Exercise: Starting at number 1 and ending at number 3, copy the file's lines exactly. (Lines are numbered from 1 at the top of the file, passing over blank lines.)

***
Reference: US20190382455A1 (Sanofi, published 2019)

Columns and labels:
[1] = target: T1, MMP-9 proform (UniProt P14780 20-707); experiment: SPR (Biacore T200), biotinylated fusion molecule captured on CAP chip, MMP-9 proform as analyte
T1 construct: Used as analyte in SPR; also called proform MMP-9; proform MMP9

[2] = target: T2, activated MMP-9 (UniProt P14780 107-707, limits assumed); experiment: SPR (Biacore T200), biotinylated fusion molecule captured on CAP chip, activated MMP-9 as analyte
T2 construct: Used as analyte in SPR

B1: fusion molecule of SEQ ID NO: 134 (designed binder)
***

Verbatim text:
Reference: US20190382455A1 (Sanofi, published 2019)

Columns and labels:
[1] = target: T1, MMP-9 proform (UniProt P14780 20-707); experiment: SPR (Biacore T200), biotinylated fusion molecule captured on CAP chip, MMP-9 proform as analyte